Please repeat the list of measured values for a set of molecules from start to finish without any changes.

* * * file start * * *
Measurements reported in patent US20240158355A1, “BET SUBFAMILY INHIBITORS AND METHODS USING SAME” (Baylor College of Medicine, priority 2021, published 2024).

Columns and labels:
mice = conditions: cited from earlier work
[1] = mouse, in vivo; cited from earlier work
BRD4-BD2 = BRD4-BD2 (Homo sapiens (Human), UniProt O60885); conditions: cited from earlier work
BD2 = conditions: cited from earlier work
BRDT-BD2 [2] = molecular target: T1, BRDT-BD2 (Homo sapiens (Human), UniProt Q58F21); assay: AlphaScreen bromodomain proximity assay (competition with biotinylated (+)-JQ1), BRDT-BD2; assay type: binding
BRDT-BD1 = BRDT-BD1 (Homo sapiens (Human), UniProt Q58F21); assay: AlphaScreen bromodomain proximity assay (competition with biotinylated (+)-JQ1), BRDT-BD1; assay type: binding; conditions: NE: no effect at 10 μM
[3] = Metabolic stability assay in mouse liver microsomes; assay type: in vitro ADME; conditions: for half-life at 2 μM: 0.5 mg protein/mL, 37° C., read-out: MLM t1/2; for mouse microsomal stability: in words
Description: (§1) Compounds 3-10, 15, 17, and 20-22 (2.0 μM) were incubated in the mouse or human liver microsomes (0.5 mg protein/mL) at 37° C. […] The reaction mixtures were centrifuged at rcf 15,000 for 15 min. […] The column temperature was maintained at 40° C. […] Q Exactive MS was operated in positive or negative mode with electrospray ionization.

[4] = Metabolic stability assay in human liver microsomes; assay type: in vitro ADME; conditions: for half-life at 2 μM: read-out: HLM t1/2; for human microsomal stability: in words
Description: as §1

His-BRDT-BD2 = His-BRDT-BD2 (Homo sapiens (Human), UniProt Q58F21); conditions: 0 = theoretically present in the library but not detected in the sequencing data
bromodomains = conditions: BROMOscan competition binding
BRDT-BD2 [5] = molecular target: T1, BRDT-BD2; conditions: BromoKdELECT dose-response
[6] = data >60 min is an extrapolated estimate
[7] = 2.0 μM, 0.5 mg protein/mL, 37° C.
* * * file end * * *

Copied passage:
Measurements reported in patent US20240158355A1, “BET SUBFAMILY INHIBITORS AND METHODS USING SAME” (Baylor College of Medicine, priority 2021, published 2024).

Columns and labels:
mice = conditions: cited from earlier work
[1] = mouse, in vivo; cited from earlier work
BRD4-BD2 = BRD4-BD2 (Homo sapiens (Human), UniProt O60885); conditions: cited from earlier work
BD2 = conditions: cited from earlier work
BRDT-BD2 [2] = molecular target: T1, BRDT-BD2 (Homo sapiens (Human), UniProt Q58F21); assay: AlphaScreen bromodomain proximity assay (competition with biotinylated (+)-JQ1), BRDT-BD2; assay type: binding
BRDT-BD1 = BRDT-BD1 (Homo sapiens (Human), UniProt Q58F21); assay: AlphaScreen bromodomain proximity assay (competition with biotinylated (+)-JQ1), BRDT-BD1; assay type: binding; conditions: NE: no effect at 10 μM
[3] = Metabolic stability assay in mouse liver microsomes; assay type: in vitro ADME; conditions: for half-life at 2 μM: 0.5 mg protein/mL, 37° C., read-out: MLM t1/2; for mouse microsomal stability: in words
Description: (§1) Compounds 3-10, 15, 17, and 20-22 (2.0 μM) were incubated in the mouse or human liver microsomes (0.5 mg protein/mL) at 37° C. […] The reaction mixtures were centrifuged at rcf 15,000 for 15 min. […] The column temperature was maintained at 40° C. […] Q Exactive MS was operated in positive or negative mode with electrospray ionization.

[4] = Metabolic stability assay in human liver microsomes; assay type: in vitro ADME; conditions: for half-life at 2 μM: read-out: HLM t1/2; for human microsomal stability: in words
Description: as §1

His-BRDT-BD2 = His-BRDT-BD2 (Homo sapiens (Human), UniProt Q58F21); conditions: 0 = theoretically present in the library but not detected in the sequencing data
bromodomains = conditions: BROMOscan competition binding
BRDT-BD2 [5] = molecular target: T1, BRDT-BD2; conditions: BromoKdELECT dose-response
[6] = data >60 min is an extrapolated estimate
[7] = 2.0 μM, 0.5 mg protein/mL, 37° C.